The U.S. Department of Energy has suspended work on one of three plutonium-treatment plants planned for Savannah River Site.
Work on design of the $1.2 billion "plutonium immobilization" plant has been halted, and money for its construction was removed from the proposed federal budget for fiscal year 2002, federal officials confirmed Monday.
"The administration is looking at the budget and programs for the next fiscal year and wants to ensure the most effective use of monies available," Darwin Morgan, a spokesman for the National Nuclear Security Administration in Washington, said in a prepared statement.
"In this particular program, we are continuing with the MOX (mixed-oxide) facility design and construction, but are opting to look at other aspects, such as the immobilization facility, in possible future budget cycles," Mr. Morgan said.
The immobilization plant was one part of the Energy Department's "dual-track" approach to disposing of surplus plutonium - a dangerous, radioactive metal used in nuclear weapons. The agency also planned to use plutonium in MOX fuel for nuclear-power plants.
The immobilization plant, once scheduled to open later this decade, would treat about 19 tons of surplus plutonium by baking it into ceramic pucks. The site's Defense Waste Processing Facility then would encase the pucks inside stainless-steel canisters full of highly radioactive glass.
The canisters' extreme radioactivity would make it dangerous and difficult for anyone to retrieve the plutonium inside for use in nuclear weapons.
The plant would employ about 350 people, according to Energy Department estimates. Construction of the plant would create as many as 1,000 short-term jobs, according to estimates.
Construction would cost an estimated $680 million, according to Energy Department figures. Operation of the plant for 10 years would cost another $585 million, according to estimates.
Many nuclear watchdogs had supported the immobilization project, even pushing for the nation to immobilize all 55 tons of its surplus plutonium.
Instead, the Energy Department plans to use about 36 tons of the radioactive metal in MOX fuel - an endeavor that many activists regard as risky and dangerous.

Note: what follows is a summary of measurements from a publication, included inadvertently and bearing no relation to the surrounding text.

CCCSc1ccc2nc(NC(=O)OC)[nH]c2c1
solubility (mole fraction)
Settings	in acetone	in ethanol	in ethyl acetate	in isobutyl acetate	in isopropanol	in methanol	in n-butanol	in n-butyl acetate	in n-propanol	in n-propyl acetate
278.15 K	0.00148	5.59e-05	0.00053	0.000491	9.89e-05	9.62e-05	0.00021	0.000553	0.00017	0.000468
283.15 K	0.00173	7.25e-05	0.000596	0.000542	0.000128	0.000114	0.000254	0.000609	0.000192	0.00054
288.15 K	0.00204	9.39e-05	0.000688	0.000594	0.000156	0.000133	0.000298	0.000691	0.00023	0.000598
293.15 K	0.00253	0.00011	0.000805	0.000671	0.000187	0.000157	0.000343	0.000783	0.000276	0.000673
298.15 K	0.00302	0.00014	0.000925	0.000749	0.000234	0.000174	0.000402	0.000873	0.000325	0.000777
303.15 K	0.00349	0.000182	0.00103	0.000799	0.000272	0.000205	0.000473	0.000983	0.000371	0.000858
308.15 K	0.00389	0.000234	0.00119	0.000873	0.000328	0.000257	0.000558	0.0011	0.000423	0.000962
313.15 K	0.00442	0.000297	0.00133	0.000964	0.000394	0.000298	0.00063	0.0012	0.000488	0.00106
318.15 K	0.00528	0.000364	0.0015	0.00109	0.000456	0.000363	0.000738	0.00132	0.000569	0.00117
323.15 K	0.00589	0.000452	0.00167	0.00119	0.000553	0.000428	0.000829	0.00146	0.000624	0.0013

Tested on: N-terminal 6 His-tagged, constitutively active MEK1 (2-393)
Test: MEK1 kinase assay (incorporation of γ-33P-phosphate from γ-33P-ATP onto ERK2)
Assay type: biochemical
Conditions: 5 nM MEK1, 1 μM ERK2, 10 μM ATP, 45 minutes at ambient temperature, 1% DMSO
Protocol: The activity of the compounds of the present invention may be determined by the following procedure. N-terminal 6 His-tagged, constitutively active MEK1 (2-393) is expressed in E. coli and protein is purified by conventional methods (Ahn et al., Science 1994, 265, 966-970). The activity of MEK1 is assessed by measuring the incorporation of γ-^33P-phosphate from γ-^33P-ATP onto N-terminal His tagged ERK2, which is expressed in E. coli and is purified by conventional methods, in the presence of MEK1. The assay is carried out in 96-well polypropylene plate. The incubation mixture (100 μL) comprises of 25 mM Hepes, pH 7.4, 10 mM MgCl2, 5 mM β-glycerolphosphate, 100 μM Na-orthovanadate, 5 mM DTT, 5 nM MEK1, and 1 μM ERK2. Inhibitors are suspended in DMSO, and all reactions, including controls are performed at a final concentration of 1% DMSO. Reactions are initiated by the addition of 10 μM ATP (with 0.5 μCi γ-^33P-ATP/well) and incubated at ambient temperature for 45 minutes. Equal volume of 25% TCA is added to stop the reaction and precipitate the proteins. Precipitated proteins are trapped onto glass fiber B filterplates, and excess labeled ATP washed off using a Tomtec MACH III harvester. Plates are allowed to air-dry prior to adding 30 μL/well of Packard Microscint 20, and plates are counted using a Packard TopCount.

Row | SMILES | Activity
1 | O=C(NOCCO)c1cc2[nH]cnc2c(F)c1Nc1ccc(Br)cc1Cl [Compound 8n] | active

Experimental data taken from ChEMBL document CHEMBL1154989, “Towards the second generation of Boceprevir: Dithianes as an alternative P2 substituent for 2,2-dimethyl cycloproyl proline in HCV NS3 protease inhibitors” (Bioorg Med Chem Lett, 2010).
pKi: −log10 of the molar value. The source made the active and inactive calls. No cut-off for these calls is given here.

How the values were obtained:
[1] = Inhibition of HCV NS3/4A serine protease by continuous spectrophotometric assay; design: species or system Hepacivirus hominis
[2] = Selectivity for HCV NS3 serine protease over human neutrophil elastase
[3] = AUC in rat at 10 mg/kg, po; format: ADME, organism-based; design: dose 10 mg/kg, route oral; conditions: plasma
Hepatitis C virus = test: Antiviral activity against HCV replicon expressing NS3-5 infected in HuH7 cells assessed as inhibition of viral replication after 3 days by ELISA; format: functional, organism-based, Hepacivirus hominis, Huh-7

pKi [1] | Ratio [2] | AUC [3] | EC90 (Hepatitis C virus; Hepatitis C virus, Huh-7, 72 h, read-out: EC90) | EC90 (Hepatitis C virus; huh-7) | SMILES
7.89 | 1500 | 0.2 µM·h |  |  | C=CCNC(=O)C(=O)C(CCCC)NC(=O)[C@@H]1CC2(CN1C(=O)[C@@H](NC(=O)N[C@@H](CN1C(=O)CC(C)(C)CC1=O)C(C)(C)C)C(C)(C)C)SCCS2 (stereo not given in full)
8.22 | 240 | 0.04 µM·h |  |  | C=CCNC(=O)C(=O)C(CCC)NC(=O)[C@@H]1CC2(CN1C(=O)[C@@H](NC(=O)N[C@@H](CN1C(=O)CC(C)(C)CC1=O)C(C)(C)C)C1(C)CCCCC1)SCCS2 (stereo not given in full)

Some observers expressed concern Monday about the decision to shelve the immobilization project.
"It's tragic that a very vital program to U.S. security is being hastily abandoned in this way," said Arjun Makhijani, the president of Institute for Energy and Environmental Research. "Right now, there would be no backup plan to MOX, and the MOX program has many, many problems.
"I can't understand why, at a time when there are enormous budget surpluses, such vital programs costing so little would be cut."
The move could backfire, especially because agreements with Russia require the United States to immobilize some plutonium, said Tom Clements, the executive director of the Nuclear Control Institute in Washington.
Halting the immobilization program would require amending those agreements and could alienate U.S. allies in Europe, Mr. Clements said.
"This is going to, very much in my opinion, disturb some of our European allies," he said. "The Energy Department's defunding of immobilization will reveal to the European allies that the United States is not as committed to plutonium disposition as it's been telling its partners.
"The United States has committed itself to a dual-track approach to plutonium disposition. We feel it's essential that immobilization be fully funded."
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